On top of the above licensing requirements, if the services or products offered cross the line of undertaking banking business, for instances taking deposit or receiving money on current or deposit accounts, such services are subject to licensing and regulatory regimes under the Banking Act 1970. Likewise, if the Fintech player carries on the business of lending money, it would also require a license under the Moneylenders Act 2008.
As one of the priorities for MAS, Fintech industry players are subject to the relevant AML/CFT laws and requirements in carrying out their businesses. Generally, they would have to adhere to the notices and guidelines issued by MAS relating to money laundering and terrorism financing risks, and implementing procedures and controls for the effective management of these risks.
Furthermore, among all regulated payment services, MAS considers DPT transactions to carry higher money laundering and terrorism financing risks owing to the anonymity, speed and cross-border nature of the transactions. DPT service providers are required to put in place robust controls to detect and deter the flow of illicit funds and adhere to Notice PSN02 on Prevention of Money Laundering and Countering the Financing of Terrorism – Digital Payment Token Service and its Guidelines.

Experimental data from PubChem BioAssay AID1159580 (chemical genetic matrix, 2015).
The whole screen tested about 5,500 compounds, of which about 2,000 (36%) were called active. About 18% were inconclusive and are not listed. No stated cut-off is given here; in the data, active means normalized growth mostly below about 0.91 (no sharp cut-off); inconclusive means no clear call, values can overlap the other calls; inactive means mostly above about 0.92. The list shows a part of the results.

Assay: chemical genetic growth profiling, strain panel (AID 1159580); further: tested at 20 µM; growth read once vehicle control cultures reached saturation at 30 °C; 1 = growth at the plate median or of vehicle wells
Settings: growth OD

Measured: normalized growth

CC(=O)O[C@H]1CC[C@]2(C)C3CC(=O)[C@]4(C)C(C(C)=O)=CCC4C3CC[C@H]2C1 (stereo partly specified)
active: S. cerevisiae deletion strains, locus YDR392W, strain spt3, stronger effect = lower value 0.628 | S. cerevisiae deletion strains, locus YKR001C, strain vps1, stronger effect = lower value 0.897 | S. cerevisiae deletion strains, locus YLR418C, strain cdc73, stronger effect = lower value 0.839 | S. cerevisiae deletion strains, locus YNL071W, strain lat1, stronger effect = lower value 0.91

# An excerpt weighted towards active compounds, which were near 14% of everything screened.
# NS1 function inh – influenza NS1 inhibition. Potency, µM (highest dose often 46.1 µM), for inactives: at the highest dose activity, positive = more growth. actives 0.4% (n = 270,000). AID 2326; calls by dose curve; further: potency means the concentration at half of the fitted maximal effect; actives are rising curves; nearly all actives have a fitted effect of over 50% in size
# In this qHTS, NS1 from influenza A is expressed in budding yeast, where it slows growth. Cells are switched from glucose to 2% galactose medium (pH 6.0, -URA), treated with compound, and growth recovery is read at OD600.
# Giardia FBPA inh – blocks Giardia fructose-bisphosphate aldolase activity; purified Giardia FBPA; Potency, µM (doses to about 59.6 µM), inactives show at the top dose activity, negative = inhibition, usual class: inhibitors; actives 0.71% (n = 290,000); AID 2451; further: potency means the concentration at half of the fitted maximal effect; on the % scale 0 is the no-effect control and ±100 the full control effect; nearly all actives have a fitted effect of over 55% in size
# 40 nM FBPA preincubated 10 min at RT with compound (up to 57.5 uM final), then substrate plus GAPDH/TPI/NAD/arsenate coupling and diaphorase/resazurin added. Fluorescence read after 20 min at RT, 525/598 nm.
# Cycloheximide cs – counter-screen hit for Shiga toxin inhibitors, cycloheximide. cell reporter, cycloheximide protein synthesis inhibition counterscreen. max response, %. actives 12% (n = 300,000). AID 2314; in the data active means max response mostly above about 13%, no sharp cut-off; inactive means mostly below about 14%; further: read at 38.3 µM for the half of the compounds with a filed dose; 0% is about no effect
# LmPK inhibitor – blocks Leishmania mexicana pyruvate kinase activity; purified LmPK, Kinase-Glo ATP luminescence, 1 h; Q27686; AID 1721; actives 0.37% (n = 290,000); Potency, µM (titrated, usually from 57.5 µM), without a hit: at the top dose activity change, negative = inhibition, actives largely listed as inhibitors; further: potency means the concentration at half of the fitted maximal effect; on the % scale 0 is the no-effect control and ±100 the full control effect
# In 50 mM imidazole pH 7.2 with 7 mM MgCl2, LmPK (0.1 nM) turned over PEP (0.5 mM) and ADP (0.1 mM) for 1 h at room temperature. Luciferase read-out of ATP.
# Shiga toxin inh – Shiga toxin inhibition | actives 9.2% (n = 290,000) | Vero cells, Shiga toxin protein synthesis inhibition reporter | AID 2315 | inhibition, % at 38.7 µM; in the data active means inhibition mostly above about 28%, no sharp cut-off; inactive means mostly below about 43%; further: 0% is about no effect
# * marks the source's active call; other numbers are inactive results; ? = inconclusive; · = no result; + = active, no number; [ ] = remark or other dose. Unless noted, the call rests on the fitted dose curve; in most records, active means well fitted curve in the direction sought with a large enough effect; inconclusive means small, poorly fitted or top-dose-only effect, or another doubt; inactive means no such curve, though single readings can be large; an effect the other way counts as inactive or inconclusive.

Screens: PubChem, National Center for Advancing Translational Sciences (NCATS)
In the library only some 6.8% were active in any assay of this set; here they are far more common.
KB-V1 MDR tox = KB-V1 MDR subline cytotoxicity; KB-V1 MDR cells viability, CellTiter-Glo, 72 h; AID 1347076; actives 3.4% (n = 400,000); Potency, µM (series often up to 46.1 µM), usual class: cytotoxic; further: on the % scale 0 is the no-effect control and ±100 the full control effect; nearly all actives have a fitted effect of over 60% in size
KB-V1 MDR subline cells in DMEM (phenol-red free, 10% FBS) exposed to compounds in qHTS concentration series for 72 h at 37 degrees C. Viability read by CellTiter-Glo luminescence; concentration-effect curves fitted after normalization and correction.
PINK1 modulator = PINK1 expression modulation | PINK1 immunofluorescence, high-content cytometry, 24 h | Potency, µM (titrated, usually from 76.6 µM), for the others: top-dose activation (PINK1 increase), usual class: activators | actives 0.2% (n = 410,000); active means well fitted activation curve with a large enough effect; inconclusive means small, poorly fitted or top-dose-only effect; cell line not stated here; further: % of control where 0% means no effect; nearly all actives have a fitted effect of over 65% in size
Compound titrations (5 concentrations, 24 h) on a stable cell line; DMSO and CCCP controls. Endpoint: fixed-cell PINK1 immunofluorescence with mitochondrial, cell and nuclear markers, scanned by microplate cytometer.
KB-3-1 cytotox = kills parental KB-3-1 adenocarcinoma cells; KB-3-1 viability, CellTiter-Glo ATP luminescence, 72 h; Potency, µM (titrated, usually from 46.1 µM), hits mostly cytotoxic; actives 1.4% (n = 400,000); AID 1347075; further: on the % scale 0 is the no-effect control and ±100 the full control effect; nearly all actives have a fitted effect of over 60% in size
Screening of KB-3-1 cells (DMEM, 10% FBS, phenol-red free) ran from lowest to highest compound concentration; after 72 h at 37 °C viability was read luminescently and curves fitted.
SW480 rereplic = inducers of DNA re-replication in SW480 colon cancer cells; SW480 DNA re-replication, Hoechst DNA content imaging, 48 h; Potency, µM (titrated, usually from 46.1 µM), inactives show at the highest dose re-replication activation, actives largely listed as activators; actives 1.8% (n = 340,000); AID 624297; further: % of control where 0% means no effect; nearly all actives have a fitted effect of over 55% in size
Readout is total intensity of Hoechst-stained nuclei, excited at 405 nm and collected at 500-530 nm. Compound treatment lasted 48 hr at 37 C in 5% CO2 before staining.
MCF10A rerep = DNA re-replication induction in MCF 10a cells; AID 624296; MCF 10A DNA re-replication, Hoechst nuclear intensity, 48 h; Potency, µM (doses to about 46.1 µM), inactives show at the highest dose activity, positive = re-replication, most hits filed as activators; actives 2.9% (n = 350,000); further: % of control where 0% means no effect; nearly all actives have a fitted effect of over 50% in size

On the whole, MAS takes a neutral approach in administering and enforcing legislation with respect to Fintech, while managing risks appropriately. As long as any Fintech service or product falls within the scope of existing regulated activities, be it the SFA, PSA or otherwise, it would need to comply with the applicable legislation and regulatory regimes.
Overall, the Fintech scene in Singapore represents an exciting prospect as the government, having recognised its potential, introduced various initiatives to augment the industry, while at the same time putting in place various safeguards to ensure that everyone can participate in a stable and predictable environment. Over the course of the next few months, we will be rolling out a series of articles, each exploring these considerations in more detail in respect the various elements of Fintech, such as cryptocurrency, digital banks, insurance tech, and ESG Fintech.